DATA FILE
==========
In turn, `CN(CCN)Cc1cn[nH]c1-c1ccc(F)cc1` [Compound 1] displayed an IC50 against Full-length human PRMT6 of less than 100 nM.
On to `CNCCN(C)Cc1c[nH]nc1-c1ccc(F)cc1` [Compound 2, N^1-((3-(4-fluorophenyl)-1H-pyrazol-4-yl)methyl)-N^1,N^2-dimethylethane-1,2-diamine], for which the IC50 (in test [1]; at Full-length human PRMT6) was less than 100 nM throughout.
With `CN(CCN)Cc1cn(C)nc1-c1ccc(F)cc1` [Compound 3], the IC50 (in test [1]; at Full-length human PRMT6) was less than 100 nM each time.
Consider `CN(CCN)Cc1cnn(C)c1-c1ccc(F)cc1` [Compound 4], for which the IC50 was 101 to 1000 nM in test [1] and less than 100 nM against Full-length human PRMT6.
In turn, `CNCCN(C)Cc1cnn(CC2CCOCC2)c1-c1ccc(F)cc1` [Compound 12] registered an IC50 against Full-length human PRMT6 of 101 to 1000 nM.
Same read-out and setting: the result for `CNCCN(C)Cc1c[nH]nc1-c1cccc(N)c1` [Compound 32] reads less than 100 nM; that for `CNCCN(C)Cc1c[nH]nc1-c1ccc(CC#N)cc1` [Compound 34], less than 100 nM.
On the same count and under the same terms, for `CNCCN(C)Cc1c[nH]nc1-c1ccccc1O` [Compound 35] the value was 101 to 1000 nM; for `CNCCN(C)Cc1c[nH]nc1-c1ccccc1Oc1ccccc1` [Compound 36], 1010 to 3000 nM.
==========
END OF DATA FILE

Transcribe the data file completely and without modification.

In turn, `CN(CCN)Cc1cn[nH]c1-c1ccc(F)cc1` [Compound 1] displayed an IC50 against Full-length human PRMT6 of less than 100 nM.
On to `CNCCN(C)Cc1c[nH]nc1-c1ccc(F)cc1` [Compound 2, N^1-((3-(4-fluorophenyl)-1H-pyrazol-4-yl)methyl)-N^1,N^2-dimethylethane-1,2-diamine], for which the IC50 (in test [1]; at Full-length human PRMT6) was less than 100 nM throughout.
With `CN(CCN)Cc1cn(C)nc1-c1ccc(F)cc1` [Compound 3], the IC50 (in test [1]; at Full-length human PRMT6) was less than 100 nM each time.
Consider `CN(CCN)Cc1cnn(C)c1-c1ccc(F)cc1` [Compound 4], for which the IC50 was 101 to 1000 nM in test [1] and less than 100 nM against Full-length human PRMT6.
In turn, `CNCCN(C)Cc1cnn(CC2CCOCC2)c1-c1ccc(F)cc1` [Compound 12] registered an IC50 against Full-length human PRMT6 of 101 to 1000 nM.
Same read-out and setting: the result for `CNCCN(C)Cc1c[nH]nc1-c1cccc(N)c1` [Compound 32] reads less than 100 nM; that for `CNCCN(C)Cc1c[nH]nc1-c1ccc(CC#N)cc1` [Compound 34], less than 100 nM.
On the same count and under the same terms, for `CNCCN(C)Cc1c[nH]nc1-c1ccccc1O` [Compound 35] the value was 101 to 1000 nM; for `CNCCN(C)Cc1c[nH]nc1-c1ccccc1Oc1ccccc1` [Compound 36], 1010 to 3000 nM.